Twenty-Five Years of Financial Insights(Part 2: Finding Your Financial Balance)

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Part 2: Finding Your Financial Balance

In our last Educated Investor, I reflected on my 25-year history as a financial professional and shared one of the most important insights I’ve learned during the past quarter century: To preserve and build wealth according to your goals, you must save and invest. Today, I’d like to explore another timeless insight toward the top of my list of best investment practices.

Insight #2: To achieve financial independence, you must first achieve financial balance.

What is financial balance? Let’s start by talking about what imbalance looks like because, frankly, it’s far more common.

Buy this! Sell that! Beat the market! Flee the market! You see it everywhere on Bay Street and in the popular press. It tricks you into believing that reacting to the news is the only way to invest. Unfortunately, these sorts of hot tips may pose as relevant information, but they’re actually dangerous distractions, more likely to knock you off course than contribute to your success.

The first step toward achieving true financial balance is to determine what it is that you’re weighing. It’s not the market you’re assessing. It’s yourself. Financial balance comes from answering two main questions about yourself as precisely as you’re able.

Question #1: What kind of investor are you?
How much market risk are you willing, able or required to accept in pursuit of the wealth you want to accumulate or preserve? Investors typically fall into one of three broad personalities:

  1. Conservative – You are cautious about taking on market risk. That’s fine, as long as you accept that this means your expected future returns will be lower as well.
  2. Moderate – You are open to a mid-range degree of market risk in exchange for modestly higher expected returns.
  3. Aggressive – You are open to taking on a great deal of market risk as you seek a higher level of expected returns.

At The McClelland Financial Group of Assante Capital Management Ltd., we use FinaMetrica risk profiling software to help our clients weigh their financial wants and needs in this context. We also help them fine-tune the results, especially when there are conflicts between their inherent nature and their financial needs.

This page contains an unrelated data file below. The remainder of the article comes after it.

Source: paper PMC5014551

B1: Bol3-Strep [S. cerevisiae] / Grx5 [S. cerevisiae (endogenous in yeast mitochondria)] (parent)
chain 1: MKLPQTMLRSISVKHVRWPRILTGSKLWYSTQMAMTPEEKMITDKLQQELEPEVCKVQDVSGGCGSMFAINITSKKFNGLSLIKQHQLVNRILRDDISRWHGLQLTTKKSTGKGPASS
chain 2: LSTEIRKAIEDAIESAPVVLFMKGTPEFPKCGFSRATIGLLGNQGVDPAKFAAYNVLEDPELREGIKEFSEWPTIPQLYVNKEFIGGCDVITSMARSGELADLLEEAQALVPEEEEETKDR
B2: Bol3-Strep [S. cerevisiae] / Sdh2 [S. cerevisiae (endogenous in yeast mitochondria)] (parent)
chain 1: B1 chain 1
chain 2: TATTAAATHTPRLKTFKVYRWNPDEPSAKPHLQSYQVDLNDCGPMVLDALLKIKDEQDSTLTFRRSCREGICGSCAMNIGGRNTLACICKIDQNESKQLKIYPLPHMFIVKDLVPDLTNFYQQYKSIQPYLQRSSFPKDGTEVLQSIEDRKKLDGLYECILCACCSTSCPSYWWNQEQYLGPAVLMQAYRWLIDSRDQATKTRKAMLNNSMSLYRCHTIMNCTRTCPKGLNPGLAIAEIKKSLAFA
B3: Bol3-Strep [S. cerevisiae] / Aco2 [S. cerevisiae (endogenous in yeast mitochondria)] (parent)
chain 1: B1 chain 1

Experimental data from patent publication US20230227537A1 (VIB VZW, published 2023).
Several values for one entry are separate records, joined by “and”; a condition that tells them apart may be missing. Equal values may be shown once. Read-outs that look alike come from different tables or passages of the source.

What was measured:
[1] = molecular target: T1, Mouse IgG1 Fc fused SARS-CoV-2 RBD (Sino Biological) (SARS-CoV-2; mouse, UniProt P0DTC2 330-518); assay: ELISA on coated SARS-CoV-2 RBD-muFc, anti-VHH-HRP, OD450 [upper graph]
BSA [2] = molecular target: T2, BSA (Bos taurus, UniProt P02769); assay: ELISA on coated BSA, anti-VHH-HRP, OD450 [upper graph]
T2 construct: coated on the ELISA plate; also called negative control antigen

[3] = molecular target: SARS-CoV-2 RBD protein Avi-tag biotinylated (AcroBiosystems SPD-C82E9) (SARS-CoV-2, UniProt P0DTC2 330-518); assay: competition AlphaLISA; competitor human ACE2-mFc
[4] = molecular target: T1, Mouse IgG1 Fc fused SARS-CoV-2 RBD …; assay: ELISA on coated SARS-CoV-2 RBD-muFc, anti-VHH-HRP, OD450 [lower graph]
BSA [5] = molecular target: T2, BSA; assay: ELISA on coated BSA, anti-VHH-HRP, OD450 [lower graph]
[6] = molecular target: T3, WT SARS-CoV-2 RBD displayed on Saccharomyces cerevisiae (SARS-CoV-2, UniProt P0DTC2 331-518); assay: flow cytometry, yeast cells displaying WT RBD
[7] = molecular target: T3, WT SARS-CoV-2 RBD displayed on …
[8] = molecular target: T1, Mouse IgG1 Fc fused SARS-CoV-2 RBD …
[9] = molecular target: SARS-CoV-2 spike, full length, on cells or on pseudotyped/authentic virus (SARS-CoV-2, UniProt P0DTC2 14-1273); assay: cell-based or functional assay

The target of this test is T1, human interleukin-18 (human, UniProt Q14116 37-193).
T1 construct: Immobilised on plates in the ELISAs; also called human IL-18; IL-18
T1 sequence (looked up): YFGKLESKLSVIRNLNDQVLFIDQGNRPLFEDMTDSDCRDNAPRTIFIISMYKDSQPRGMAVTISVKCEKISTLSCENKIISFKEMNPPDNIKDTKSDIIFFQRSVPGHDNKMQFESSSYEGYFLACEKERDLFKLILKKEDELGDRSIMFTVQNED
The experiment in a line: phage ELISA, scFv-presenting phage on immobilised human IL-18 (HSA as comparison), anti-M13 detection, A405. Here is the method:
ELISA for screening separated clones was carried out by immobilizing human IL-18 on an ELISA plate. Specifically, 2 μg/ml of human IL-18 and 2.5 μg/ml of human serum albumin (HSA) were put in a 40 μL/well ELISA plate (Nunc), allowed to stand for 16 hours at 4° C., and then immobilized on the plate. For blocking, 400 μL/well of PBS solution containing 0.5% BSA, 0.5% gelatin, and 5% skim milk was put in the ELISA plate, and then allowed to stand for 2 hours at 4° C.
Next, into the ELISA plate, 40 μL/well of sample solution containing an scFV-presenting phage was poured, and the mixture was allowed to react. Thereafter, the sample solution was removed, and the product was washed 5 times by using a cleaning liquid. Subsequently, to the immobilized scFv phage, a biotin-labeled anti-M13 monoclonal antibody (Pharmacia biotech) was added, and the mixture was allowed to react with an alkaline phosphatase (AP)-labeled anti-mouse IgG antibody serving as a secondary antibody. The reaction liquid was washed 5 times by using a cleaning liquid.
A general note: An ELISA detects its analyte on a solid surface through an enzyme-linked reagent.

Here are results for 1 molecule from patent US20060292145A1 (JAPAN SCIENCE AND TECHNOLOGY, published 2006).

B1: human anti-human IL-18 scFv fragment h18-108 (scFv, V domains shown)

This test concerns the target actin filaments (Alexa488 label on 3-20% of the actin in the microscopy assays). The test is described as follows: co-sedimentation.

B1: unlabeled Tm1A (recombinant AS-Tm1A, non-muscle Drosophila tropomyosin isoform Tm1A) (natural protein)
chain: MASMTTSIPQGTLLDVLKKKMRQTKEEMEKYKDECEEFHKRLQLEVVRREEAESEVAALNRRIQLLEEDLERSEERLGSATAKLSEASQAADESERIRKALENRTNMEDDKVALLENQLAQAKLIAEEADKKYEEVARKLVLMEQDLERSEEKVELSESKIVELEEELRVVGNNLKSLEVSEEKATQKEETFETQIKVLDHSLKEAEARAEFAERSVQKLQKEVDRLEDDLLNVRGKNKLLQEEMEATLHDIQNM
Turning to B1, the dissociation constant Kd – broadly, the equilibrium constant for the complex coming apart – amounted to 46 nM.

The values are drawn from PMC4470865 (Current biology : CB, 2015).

For example, you may be conservative by nature, but find yourself falling short of your financial goals as you near retirement. Or you may enjoy the thrill of the hunt, but you may be best off minimizing unnecessary risks if you’ve already blown past your financial goals.

Your investment personality isn’t static, either. In your youth, during your earning years and as you enter retirement, you may be more or less willing, able or required to take on market risks. The more familiar you are with your investment personality, the more likely you can achieve financial balance. Then, when breaking news about market volatility threatens to knock you off-course, it’s easier (if not always easy!) to stick with your disciplined plans and long-term goals.

Question #2: What kind of spender/saver are you?
Financial balance also calls for matching the type of investor you are with your spending and saving habits:

  1. Savers – Some people find it easy to save; it’s just what they do. This is usually an admirable trait … unless it’s taken to extremes. Since money is the means to an end, there’s no sense hoarding it with no end in mind.
  2. Balanced – As you might guess, the optimal position for most families is one that achieves a comfortable mix between saving and spending throughout their lives.
  3. Spenders – If you tend to be a prolific spender, it’s best to acknowledge it, so you can manage your investments and your lifestyle accordingly.

Financial balance falls into place when you align your investment personality with your saving and spending traits. For example, if you are inherently a moderate investor and a strong saver, you have improved odds for faring well over the long-term. On the other hand, if you invest conservatively but spend lavishly, you may run aground if your investment returns don’t keep up with your lifestyle. The goal is to avoid bad combinations of investment and spending habits well before they play out into bad results.

Achieving Financial Balance
As you can see, there are a lot of moving parts to consider in achieving financial balance. Different family members also bring different personalities into the mix. Plus, it’s difficult to be objective about your own inclinations. Let’s face it – we’re usually too close to the subject of ourselves to recognize our own best strengths and worst weaknesses.

If you’re lucky, all of the pieces in your investment whole come together naturally. From my experience, though, few investors are so lucky as to have that happen without facing some difficult realities and challenging choices along the way. That is why it has been my privilege for the past 25 years to help families focus on the importance of achieving and sustaining good financial balance in their lives. I hope to be doing the same for the next quarter century as well.

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